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Chile remembers singer Victor Jara 40 years after murder

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People hold the portrait of Chilean singer Victor Jara, during his funeral in Santiago on December 5, 2009. (AFP/File)

Chileans Monday marked the 40-year anniversary of the murder of singer Victor Jara, who was tortured and shot to death after the coup that brought Augusto Pinochet to power.

"Our commitment is to demand truth and justice so that this sort of situation never happens again," Gloria Koning, director of the Victor Jara Foundation, told AFP.

The Chilean justice system has been investigating Jara's death since 2009.

Jara was arrested on September 12, 1973, one day after the military coup that deposed socialist president Salvador Allende.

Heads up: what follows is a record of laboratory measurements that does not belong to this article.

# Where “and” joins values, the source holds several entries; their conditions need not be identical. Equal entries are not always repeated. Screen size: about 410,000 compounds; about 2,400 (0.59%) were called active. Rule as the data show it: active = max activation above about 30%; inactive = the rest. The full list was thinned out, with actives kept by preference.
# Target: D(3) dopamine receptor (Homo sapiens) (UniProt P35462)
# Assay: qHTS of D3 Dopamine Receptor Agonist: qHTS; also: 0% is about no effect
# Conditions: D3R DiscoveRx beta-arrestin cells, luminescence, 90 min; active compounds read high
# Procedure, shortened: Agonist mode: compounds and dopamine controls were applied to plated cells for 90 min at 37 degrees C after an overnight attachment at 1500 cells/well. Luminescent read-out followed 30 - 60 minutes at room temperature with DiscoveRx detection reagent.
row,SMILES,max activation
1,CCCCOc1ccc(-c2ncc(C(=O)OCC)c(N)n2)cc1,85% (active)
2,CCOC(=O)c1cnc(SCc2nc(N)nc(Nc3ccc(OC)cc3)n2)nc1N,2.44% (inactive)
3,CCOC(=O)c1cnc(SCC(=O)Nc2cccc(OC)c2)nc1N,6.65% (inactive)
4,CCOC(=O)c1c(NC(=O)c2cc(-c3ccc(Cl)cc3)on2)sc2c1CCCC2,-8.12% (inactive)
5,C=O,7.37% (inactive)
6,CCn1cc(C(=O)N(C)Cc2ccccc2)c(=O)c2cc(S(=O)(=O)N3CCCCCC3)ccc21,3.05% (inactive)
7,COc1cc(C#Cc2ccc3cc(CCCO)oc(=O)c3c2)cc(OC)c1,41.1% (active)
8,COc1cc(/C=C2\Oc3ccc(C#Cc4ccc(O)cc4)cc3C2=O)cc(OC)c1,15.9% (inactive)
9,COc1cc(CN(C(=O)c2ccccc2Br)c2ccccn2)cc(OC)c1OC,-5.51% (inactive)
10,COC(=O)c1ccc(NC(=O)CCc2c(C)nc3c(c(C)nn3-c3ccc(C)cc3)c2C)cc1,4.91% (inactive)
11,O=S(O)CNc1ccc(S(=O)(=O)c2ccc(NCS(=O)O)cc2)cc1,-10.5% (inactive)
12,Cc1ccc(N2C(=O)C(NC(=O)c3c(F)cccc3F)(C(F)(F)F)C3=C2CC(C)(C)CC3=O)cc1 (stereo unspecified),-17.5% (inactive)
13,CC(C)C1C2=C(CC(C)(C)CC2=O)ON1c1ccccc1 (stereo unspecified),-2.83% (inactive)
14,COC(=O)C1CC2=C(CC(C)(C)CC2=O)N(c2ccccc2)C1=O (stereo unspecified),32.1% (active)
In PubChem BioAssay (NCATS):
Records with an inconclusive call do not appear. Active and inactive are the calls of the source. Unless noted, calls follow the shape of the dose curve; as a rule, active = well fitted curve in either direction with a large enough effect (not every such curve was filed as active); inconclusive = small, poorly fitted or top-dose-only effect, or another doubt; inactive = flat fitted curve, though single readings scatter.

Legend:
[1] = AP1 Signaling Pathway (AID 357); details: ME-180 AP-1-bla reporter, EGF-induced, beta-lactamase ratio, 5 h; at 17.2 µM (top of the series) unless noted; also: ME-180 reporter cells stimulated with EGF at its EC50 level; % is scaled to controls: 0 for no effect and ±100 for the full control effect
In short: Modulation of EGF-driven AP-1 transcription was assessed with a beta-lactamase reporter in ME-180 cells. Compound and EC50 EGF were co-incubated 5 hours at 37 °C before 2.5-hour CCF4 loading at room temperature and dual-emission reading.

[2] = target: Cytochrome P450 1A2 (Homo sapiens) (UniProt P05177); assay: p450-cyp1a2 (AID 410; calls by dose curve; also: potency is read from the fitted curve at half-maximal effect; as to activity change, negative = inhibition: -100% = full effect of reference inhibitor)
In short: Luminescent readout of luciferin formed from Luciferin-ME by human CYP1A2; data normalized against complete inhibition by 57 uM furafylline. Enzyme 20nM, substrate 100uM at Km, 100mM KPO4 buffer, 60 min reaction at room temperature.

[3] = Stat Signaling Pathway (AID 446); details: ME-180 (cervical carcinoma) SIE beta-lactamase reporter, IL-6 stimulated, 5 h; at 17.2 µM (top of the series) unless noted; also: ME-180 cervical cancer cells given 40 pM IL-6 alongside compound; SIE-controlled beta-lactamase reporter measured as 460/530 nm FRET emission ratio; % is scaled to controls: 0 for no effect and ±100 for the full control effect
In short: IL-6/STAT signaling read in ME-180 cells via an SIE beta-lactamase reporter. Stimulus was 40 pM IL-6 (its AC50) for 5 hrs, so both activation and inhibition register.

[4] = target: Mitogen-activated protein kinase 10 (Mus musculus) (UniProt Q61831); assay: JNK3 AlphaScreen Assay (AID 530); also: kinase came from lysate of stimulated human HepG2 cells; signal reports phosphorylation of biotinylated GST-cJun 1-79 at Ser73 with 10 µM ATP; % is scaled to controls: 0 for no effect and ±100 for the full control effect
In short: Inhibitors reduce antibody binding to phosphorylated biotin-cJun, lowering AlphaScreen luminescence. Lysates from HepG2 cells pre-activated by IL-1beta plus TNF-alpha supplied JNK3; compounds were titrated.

He was tortured at Santiago's Chile Stadium, which now bears his name, and then shot 44 times on September 16, 1973. His body was found in a vacant lot.

Jara subsequently became an icon for the hundreds of artists who suffered human rights violations under Pinochet's rule from 1973 to 1990.

Former officers Hugo Sanchez Marmonti and Pedro Barrientos Nunez, who lives in the US, have been accused as perpetrators of the crime and six others as accomplices.

Chile requested the extradition of Barrientos Nunez from the United States in January, while the singer's family filed a lawsuit against him in a federal district court in Jacksonville, Florida, on September 4.

"Pedro Barrientos needs to face justice in Chile, considering that for 40 years people across the world have demanded that the death of Victor Jara be cleared up," Koning said.

On Sunday, tribute was paid to Jara at the Metropolitan Cemetery, where construction of a memorial was inaugurated.

Since August, Jara's songs have been revived in performances, and a theatrical production was made in his honor. Jara was also a successful theater director.

Jara's best hits include the songs "Te recuerdo Amanda," "El cigarrito" and "El manifiesto."

Pinochet's regime is blamed for more than 3,000 deaths and 38,000 cases of people being arrested and tortured as the regime cracked down on anything that smacked of leftist dissent.